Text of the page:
Skip to main content

Taiwan will take delivery of 250 Stinger MANPADS missiles later this year.

| 2018

On January 22, 2018, Taiwan’s Defense Ministry announced that Taiwanese armed forces will take delivery of some 250 FIM-92 Stinger MANPADS (Man-portable air-defense systems) missiles later this year. The FIM-92 Stinger is a short-range surface-to-air defense missile ystem that operates as an infrared homing surface-to-air missile.

Taiwan will take delivery of 250 Stinger MANPADS missiles later this year 925 001
A U.S. soldier assigned to 2d Cavalry Regiment rehearses firing Stinger Missiles in preparation for firing live Stinger Missiles on the last day of exercise Artemis Strike in Crete, an island along the coast of Greece, November 8, 2017. (Picture source US MoD)

On January 25, 2018, U.S. government has announced that the American Company Raytheon Missiles Systems has been awarded a foreign and domestic contract for services in support of the Stinger weapon system.

The Stinger for the Taiwanese armed forces will be delivered to marine infantry battalions units and Navy’s Guang Hua VI-class fast attack boats and Tuo Jiang-class corvettes to give them air defense capabilities, Taipei Times reported, citing a source from the Taiwanese Defense Ministry.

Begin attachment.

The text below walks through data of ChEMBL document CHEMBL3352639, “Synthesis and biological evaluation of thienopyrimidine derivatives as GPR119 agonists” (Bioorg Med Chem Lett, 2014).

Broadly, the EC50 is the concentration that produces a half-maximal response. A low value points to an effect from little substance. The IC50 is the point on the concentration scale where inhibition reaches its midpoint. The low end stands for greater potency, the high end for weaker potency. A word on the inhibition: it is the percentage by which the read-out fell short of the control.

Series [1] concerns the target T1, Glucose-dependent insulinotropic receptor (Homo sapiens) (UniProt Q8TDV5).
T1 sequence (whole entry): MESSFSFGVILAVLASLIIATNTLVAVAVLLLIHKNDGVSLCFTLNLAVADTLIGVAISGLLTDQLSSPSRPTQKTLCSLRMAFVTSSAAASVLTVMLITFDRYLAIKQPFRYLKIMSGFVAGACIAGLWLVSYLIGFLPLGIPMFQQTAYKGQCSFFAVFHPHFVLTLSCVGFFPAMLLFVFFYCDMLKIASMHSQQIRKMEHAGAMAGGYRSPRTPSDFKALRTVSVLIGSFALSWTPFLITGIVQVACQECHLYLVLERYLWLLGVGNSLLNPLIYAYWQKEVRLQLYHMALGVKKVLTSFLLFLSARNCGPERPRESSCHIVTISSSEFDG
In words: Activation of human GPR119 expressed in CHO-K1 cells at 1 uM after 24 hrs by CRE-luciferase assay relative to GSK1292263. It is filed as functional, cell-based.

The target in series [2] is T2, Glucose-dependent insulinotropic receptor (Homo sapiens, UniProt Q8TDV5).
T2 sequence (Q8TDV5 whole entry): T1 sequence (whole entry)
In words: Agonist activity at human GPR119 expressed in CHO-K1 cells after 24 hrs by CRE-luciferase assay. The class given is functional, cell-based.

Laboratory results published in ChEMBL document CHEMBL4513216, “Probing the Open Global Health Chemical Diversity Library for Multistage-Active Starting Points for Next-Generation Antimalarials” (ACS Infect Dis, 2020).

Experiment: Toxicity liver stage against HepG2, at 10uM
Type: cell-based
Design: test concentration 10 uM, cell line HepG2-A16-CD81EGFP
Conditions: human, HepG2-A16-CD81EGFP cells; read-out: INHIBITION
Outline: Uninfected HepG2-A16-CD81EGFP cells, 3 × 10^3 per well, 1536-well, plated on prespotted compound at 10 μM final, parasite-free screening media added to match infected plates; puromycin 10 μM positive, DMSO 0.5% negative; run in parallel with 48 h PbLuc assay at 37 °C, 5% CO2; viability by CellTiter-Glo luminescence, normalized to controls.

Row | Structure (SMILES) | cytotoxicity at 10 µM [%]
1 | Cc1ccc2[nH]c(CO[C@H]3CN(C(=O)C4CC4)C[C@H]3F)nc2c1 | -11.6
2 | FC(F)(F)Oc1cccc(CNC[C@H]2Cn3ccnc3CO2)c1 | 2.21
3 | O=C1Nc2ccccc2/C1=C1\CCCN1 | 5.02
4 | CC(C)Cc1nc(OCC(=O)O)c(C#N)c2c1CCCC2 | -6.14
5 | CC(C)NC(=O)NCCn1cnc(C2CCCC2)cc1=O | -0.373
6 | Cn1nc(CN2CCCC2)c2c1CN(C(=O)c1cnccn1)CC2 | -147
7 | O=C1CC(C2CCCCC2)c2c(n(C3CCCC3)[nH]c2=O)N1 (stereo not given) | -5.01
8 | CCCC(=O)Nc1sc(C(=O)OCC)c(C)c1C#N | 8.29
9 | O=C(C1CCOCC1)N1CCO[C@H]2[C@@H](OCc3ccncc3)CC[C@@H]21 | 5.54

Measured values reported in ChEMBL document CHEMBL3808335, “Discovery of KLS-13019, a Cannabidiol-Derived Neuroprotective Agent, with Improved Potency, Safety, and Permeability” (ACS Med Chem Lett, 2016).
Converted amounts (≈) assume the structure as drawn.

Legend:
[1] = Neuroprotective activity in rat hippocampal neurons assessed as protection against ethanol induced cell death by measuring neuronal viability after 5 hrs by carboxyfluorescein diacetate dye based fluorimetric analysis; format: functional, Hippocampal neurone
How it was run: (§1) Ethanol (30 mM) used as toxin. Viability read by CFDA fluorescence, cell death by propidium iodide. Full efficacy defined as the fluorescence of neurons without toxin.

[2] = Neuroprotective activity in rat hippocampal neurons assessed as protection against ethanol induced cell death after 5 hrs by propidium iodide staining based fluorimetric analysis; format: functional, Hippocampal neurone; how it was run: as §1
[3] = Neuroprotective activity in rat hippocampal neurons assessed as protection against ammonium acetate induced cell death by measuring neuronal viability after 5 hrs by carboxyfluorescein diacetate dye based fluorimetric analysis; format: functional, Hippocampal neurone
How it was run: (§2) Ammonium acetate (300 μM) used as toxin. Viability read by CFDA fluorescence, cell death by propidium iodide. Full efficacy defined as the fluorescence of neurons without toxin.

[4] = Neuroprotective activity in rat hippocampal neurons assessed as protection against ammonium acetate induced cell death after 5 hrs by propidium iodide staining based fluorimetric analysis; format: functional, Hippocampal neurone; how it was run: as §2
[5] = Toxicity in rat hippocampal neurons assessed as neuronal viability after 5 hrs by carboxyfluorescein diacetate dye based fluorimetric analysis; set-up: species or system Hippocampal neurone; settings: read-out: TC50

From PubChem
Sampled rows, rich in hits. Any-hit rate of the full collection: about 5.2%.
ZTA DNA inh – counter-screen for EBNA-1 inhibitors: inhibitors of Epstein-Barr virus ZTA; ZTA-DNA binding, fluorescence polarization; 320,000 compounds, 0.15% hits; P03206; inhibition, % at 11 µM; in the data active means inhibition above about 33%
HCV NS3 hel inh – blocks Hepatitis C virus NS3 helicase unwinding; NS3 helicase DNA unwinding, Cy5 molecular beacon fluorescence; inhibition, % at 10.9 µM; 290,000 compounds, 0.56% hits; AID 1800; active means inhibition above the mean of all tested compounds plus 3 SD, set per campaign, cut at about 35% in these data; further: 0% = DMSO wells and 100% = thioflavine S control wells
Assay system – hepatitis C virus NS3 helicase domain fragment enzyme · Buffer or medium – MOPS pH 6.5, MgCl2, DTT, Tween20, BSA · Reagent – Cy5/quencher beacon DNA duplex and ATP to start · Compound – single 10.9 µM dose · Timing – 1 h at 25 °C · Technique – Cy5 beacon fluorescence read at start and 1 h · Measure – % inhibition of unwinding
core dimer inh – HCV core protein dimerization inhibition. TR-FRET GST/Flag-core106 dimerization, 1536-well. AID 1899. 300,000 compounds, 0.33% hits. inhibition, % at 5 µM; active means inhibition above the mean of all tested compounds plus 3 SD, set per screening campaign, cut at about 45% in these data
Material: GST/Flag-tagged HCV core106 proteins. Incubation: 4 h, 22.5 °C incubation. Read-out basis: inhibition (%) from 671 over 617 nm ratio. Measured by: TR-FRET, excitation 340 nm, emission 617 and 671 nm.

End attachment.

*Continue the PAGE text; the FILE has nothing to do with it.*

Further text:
The "fire-and-forget" Stinger FIM-92 missile employs a passive infrared seeker to home in on its airborne target. A passive infrared seeker emits no radiation that a target aircraft can detect, and, instead, guides on the infrared energy (heat) emitted by the target.

The Stinger missile can hit targets flying as high as 3,500 m, and has a range of around 8 km. Stinger missiles use passive IR/UV sensors. The missiles look for the infrared light (heat) produced by the target airplane's engines and track the airplane by following that light. The missiles also identify the UV "shadow" of the target and use that identification to distinguish the target from other heat-producing objects.

Copyright © 2019 - 2024 Army Recognition | Webdesign by Zzam